Texas Tech running back Eric Stephens led all rushers with 125 yards on the ground, the bulk of those coming on an 86-yard touchdown scamper.

The Cats started off slowly both offensively and defensively, falling into a 10-0 hole. Despite facing the Football Bowl Subdivision’s worst pass defense, Watkins threw for just five yards in the first quarter.

Meanwhile, Potts set the pace for the day, throwing for 103 yards on 12-of-15 passing over the Red Raiders’ first three drives, two of which resulted in points. Potts completed a 13-yard pass to inside receiver Austin Zouzalik for the first touchdown of the game and kicker Matt Williams booted a 24-yard field goal.

After its offensive struggles early, NU finally got on the board midway through the second quarter on a one-yard run by Colter, capping a 15-play, 78-yard drive. However, NU failed to convert the point after attempt when holder Brandon Williams couldn’t control the snap.

Potts continued his torrid pace, adding another touchdown pass on a six-yard completion to Leong just before halftime.

The Cats fell victim to some trickery by Texas Tech when Zouzalik took a screen pass from Potts and then threw the ball back to Potts, who ran across a wide open field for a 13-yard score.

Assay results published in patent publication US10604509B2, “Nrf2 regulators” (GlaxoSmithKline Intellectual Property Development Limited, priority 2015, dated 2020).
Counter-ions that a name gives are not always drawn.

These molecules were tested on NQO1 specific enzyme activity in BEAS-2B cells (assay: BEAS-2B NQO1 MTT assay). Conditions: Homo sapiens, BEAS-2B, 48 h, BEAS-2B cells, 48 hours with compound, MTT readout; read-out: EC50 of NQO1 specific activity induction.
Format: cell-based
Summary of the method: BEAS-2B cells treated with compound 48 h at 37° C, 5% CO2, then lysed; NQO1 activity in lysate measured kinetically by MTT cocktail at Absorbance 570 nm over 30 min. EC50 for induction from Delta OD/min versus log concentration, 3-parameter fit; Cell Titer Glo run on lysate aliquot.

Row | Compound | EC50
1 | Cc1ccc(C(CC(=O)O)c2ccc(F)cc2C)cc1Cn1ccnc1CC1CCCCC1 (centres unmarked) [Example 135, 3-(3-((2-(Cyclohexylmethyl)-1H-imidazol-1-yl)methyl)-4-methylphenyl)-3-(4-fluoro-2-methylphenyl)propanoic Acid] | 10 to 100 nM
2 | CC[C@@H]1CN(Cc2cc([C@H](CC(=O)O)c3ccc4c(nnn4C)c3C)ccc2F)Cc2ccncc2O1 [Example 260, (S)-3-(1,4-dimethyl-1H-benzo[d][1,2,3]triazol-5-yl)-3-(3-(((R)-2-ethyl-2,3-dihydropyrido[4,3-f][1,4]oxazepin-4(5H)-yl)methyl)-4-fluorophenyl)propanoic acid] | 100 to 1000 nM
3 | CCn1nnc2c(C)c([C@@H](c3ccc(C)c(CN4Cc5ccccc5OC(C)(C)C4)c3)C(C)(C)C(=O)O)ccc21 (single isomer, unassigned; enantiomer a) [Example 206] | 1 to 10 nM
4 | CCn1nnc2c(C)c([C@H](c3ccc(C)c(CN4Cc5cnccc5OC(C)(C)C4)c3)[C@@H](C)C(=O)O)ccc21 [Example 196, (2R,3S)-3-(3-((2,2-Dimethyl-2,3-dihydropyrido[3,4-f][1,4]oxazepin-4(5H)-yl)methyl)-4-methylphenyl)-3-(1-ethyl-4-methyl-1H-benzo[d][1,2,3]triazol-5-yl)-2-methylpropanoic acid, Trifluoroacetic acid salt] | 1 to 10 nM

NU came alive offensively after halftime, scoring on four straight drives to start the half.

Kick returner Ben McRoy fumbled the opening kickoff of the second half, and the Cats converted the turnover in three points. The Texas Tech defensive line stuffed Watkins on a quarterback keeper at the one, but senior kicker Stefan Demos converted an 18-yard field goal.

“That fumble recovery was a big catalyst of momentum,” Fitzgerald said.

The Red Raiders and the Cats then traded scores, each reaching the end zone on their next two drives. Stephens broke through the NU defense for his big run before Colter matched the score by recovering his own fumble in the end zone after rushing 15 yards to the goal line. NU made up for the botched extra point with a rollout pass from Colter to senior superback Josh Rooks to convert the two-point conversion.

Potts, however, refused to let the Cats build steam off their touchdown and marched the Red Raiders 82 yards down the field, finding inside receiver Tramain Swindall for a six-yard touchdown completion.

On the ensuing drive, NU utilized a play similar to what Texas Tech used on them for a touchdown in the first quarter. Junior wide receiver Jeremy Ebert took a screen pass from Colter before firing the ball back to him, leaving Colter free to run for 32 yards to the Texas Tech four-yard line. Watkins scrambled for a touchdown on the next play.

With nine offensive starters and seven defensive starters returning next year, the Cats’ expectations for the 2011 season remain high.

“Next year’s going to be a big year, don’t count the Cats out,” junior safety Brian Peters said. “We’ll be back playing in January again next year.”